Monday, February 15, 2010

Christopher Reeve

In his autobiography, Still Me, Christopher Reeve doesn't talk about Superman much. It's clear that Reeve liked the role, but didn't like what it did to his career. Following the success of the first movie, he deliberately sought roles that were in no way like Superman. As a result, he selected Somewhere in Time--a movie that evidently flopped on release but now has a very dedicated cult following. I remember seeing all sorts of memorabilia when I visited Mackinac Island, where it was shot.

On top of trying to distance himself from the role, Reeve seems genuinely unaware of how much those movies meant to people. He writes nothing about fans, about people accosting him on the street, etc. You'd think this would have been a major part of his life, but he spends more time describing the comedic stylings of Robin Williams than he spends discussing what Superman meant to people. He gives it one paragraph:

During my stay in Hollywood [for an appearance at the Academy awards; this is after his injury] I entered hotels and buildings through garages, kitchens, and service elevators, and met cooks, waiters, chambermaids, and maintenance crews. Many of them said they were praying for me. Others looked me right in the eye and said, "We love you, Superman. You're our hero." At first I couldn't believe they meant it. Then I realized that they were looking past the chair and honoring me for a role that obviously had real meaning for them. I didn't feel patronized in any way. Clearly a part I had played twenty years before was still valued. The fact that I was in a wheelchair, unable to move below my shoulders, and dependent on the support of others for almost every aspect of my daily life had not diminished the fact that I was--and always would be--their Superman.

Reeve writes about basing Clark Kent on Cary Grant in Bringing Up Baby, which is awfully obvious once you give it a second's thought. He writes about being the custodian for the character, and that he did his best with it. I wonder what he would think of current comics artist Gary Frank using his face for the comics version of the character in several of the titles now being published.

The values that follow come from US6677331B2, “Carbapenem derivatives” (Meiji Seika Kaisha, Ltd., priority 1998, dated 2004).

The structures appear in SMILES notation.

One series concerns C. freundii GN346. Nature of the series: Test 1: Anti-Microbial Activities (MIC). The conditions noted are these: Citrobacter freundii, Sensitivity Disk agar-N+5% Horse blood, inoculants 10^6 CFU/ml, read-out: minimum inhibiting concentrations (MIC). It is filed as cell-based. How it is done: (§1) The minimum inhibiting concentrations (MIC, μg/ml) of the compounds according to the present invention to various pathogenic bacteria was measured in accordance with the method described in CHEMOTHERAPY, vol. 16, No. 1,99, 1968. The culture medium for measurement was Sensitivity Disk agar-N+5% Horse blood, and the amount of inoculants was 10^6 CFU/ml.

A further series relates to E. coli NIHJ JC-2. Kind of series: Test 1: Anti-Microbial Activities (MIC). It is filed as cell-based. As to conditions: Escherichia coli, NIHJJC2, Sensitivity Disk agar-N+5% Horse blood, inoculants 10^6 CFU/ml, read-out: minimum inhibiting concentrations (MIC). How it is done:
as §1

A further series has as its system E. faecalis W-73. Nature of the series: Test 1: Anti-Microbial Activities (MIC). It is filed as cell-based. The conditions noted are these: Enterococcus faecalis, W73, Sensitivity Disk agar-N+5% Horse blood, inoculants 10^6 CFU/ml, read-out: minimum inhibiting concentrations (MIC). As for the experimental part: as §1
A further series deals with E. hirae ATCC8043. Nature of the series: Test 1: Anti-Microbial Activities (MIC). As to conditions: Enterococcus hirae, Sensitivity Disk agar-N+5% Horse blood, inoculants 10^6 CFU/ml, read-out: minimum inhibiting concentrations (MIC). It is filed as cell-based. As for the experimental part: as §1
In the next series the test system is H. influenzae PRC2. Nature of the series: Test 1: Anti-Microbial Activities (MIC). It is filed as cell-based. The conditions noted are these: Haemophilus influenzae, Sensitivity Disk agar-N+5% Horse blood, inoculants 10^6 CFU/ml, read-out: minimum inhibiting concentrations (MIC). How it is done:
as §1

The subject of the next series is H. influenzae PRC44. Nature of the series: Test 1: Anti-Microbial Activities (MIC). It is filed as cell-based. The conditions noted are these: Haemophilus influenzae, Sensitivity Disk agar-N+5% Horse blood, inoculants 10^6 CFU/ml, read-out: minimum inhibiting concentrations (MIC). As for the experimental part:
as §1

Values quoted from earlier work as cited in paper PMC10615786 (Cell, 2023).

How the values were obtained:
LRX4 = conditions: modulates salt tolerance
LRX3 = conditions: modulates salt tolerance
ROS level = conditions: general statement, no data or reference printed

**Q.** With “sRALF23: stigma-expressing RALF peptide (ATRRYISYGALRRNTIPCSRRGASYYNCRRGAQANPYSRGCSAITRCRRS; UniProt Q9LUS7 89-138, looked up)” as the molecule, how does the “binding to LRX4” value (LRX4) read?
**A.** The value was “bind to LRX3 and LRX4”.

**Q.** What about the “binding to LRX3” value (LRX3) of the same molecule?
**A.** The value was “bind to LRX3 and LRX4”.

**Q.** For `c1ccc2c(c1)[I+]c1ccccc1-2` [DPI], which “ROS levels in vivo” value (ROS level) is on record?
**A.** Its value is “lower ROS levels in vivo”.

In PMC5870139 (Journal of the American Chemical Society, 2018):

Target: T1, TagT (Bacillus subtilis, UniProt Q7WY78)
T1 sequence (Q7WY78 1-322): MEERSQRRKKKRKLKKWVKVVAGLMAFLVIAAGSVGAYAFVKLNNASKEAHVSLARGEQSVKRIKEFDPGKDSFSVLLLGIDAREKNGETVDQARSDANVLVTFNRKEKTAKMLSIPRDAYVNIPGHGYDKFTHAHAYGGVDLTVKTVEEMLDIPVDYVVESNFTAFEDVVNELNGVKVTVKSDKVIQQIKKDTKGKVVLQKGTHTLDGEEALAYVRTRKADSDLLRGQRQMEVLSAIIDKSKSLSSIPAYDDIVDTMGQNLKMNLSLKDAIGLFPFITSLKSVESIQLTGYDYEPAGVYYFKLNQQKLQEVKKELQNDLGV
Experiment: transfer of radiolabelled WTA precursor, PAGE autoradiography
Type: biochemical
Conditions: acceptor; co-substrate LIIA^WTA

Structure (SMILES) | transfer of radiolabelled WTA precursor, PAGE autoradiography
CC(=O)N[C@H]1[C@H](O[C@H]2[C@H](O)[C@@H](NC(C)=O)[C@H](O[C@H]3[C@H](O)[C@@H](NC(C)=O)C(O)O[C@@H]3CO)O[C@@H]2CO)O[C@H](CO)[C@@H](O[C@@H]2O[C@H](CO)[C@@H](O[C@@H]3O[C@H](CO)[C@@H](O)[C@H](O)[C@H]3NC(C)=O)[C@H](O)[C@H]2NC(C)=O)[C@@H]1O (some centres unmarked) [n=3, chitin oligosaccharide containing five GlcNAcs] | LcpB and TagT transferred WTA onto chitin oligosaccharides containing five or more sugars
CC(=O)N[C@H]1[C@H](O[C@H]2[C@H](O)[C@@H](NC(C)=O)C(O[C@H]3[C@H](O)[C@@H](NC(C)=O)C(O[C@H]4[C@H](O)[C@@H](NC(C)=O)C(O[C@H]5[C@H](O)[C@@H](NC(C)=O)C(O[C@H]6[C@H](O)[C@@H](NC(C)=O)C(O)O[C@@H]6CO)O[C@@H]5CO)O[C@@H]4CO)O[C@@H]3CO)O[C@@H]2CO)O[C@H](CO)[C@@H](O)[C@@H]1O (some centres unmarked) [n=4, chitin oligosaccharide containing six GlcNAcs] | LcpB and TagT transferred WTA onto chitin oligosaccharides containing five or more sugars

In all, he devotes about ten pages of 300 to Superman, which shows what his mindset was. For a man who endured a spinal injury that left him quadripeligic, one might think that he would use Superman as an image for the freedom of movement he longed for and could only experience in his dreams. Nope. He mentions his heroes: Charles Lindburg and Harry Houdini, who embodied this longing for freedom for him. The true recurring image is not flying but sailing. He finds it in his dreams every night, and it orders his existence to some extent.

That said, he does report some funny things about Superman:

In the first draft of Superman was a scene in which Superman sees a bald man walking down the street. Thinking it's Lex Luthor, he swoops down to collar him and take him away. But it's Telly Savalas, who says, "Who loves ya, baby?" to the startled Superman and offers him a lollipop.

Reeve is glad they got rid of that scene. And:

The less said about Superman IV the better.


This is but one fan of Reeve Superman, discussing a movie book she found.

Then there's My Enduring Relationship with the Man of Steel, which is about a woman's fascination with Reeve's character. At first, her fantasy is to interview Reeve, as Lois Lane does on her balcony in the movie. After learning that Reeve wasn't really much of a Superman fan, but is everything she hoped he would be as a person, she reconsiders her fantasy:

...while there was always a part of me that wanted to be with a Superman, what became more prevalent was the part of me that wanted to be like him. After all, Superman has given us a role model with qualities that we mortals can emulate without having to bend steel with our bare hands – fortitude, integrity, honesty, humanity.

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